The theory of the action is primarily for breach of express oral warranties and oral contractual promises relating to the operation of the shopping center during the term of the lease. Patently, the parol evidence rule is the first hurdle for the plaintiff. Since the parol evidence rule is a rule of substantive law (Higgs v. De Maziroff, 263 N.Y. 473, 477, 189 N.E. 555 (1934)), a Federal District Court must apply that State law which the forum State, New York, would apply, Erie R. Co. v. Tompkins, 304 U.S. 64, 82 L. Ed. 1188, 58 S. Ct. 817 (1938), including any applicable conflicts of law rules. Klaxon v. Stentor Electric Mfg. Co., 313 U.S. 487, 85 L. Ed. 1477, 61 S. Ct. 1020 (1941).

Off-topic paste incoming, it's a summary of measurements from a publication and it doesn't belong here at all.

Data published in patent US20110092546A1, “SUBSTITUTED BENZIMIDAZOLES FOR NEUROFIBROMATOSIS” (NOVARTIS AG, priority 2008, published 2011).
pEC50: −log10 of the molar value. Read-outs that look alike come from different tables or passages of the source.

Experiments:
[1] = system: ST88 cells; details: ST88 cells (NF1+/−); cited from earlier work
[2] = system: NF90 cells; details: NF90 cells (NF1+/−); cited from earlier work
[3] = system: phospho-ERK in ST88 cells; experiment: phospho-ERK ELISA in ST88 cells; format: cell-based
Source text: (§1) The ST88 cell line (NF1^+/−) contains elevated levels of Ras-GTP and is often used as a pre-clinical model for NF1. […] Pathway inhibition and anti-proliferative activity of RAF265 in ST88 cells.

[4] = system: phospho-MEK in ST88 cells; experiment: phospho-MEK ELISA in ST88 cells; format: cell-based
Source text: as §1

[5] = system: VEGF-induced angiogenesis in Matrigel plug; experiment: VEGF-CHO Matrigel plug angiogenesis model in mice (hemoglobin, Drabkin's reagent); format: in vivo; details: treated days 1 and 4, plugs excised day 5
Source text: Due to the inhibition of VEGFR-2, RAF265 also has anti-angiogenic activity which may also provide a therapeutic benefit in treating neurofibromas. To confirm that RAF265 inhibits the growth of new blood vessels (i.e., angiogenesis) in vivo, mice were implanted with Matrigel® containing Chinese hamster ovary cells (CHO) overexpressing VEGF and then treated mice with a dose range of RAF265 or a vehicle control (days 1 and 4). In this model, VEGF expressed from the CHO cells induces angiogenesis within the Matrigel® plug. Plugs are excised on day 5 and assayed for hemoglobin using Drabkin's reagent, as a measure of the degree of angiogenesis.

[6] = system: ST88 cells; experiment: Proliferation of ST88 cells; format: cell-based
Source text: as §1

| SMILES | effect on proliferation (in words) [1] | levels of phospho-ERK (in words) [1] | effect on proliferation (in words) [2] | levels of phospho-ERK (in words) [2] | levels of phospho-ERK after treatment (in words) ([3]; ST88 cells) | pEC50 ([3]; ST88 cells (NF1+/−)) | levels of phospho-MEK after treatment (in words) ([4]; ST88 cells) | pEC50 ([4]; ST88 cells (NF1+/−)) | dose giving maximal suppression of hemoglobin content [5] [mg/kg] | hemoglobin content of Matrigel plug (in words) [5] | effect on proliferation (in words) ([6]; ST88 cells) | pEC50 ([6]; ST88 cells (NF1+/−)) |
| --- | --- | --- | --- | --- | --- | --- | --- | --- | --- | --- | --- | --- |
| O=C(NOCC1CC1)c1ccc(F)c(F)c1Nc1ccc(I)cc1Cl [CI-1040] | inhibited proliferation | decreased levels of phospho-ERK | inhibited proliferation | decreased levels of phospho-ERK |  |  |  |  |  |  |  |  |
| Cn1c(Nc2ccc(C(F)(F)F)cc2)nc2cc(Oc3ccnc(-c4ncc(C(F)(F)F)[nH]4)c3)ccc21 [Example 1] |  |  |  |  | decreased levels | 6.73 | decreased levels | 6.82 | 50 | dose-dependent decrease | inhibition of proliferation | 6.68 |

The leases involved relate to real property in New Jersey, New York and Arizona. The State courts in New York would apply the law of the situs of the real estate even under the "principal contacts" theory. (Cf. Auten v. Auten, 308 N.Y. 155, 124 N.E. 2d 99 (1954). See Chester Airport, Inc. v. Aeroflex Corp., 37 Misc. 2d 145, 237 N.Y.S. 2d 752 (Sup. Ct. N.Y. Co. 1952); Restatement, Second, Conflict of Laws § 332(b)). The application of the parol evidence rule is essentially the same in New Jersey and Arizona as in New York.
We, accordingly, will use New York law as the model to determine whether the oral agreements alleged may be proved in the face of the written leases.
The New York Court of Appeals has consistently recognized the policy implicit in the parol evidence rule -- the prevention of false oral claims and the finality of integrated transactions -- "on the whole it works for good." Mitchill v. Lath, 247 N.Y. 377, 380, 160 N.E. 646 (1928).